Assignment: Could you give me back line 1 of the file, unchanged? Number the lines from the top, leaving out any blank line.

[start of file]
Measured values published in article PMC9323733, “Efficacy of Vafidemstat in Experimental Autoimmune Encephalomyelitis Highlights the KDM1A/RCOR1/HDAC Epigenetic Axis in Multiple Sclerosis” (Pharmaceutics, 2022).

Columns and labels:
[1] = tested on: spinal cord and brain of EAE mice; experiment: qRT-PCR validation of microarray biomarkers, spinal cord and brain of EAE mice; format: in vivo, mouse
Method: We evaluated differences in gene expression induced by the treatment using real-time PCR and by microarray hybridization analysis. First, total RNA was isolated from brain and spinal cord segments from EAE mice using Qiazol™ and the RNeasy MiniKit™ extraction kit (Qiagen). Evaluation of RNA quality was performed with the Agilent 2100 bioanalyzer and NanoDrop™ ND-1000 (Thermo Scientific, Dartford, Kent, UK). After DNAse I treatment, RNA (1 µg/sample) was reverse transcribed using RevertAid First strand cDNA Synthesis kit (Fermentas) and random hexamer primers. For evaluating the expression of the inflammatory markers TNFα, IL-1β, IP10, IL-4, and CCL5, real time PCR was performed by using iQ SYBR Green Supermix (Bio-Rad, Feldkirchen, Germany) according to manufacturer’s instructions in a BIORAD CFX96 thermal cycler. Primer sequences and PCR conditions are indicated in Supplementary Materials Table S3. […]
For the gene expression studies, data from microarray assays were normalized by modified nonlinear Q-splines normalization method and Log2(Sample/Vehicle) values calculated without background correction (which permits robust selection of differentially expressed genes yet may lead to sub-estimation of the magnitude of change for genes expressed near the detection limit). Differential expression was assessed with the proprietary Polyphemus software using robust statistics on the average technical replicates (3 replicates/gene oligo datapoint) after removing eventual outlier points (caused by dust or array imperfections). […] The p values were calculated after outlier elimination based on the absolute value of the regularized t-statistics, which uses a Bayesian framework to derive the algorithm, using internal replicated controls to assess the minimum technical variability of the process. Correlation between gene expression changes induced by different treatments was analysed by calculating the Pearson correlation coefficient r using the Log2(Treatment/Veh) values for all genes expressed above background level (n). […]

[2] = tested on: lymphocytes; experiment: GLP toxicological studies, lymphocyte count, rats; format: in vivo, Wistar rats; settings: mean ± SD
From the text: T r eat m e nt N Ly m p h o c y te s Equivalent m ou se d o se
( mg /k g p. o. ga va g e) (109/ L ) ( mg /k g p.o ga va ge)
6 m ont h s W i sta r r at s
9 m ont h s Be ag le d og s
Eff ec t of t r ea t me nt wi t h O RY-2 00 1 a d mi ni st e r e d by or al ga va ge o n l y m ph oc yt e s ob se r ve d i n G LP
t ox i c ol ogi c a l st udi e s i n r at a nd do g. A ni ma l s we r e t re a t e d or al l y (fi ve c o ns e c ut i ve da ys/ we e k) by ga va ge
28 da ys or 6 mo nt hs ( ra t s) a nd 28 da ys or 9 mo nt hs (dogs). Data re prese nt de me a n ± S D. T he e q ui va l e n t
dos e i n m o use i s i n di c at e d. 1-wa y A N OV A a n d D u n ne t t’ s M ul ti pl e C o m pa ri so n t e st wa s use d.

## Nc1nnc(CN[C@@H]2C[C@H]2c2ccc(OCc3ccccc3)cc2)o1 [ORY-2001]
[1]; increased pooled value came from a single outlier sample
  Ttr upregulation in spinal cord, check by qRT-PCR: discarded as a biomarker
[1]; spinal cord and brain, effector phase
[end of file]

Measured values published in article PMC9323733, “Efficacy of Vafidemstat in Experimental Autoimmune Encephalomyelitis Highlights the KDM1A/RCOR1/HDAC Epigenetic Axis in Multiple Sclerosis” (Pharmaceutics, 2022).